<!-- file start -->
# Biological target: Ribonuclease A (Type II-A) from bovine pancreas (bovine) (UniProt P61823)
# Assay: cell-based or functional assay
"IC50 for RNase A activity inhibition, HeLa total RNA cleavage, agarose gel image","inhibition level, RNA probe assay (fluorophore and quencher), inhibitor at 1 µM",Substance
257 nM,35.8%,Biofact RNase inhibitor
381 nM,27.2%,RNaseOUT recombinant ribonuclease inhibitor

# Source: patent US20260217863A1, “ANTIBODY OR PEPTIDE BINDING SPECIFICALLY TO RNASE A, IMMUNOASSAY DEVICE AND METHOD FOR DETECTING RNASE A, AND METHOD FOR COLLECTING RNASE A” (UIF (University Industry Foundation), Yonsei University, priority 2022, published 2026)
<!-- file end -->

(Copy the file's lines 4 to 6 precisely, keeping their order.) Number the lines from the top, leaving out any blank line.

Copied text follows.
257 nM,35.8%,Biofact RNase inhibitor
381 nM,27.2%,RNaseOUT recombinant ribonuclease inhibitor

# Source: patent US20260217863A1, “ANTIBODY OR PEPTIDE BINDING SPECIFICALLY TO RNASE A, IMMUNOASSAY DEVICE AND METHOD FOR DETECTING RNASE A, AND METHOD FOR COLLECTING RNASE A” (UIF (University Industry Foundation), Yonsei University, priority 2022, published 2026)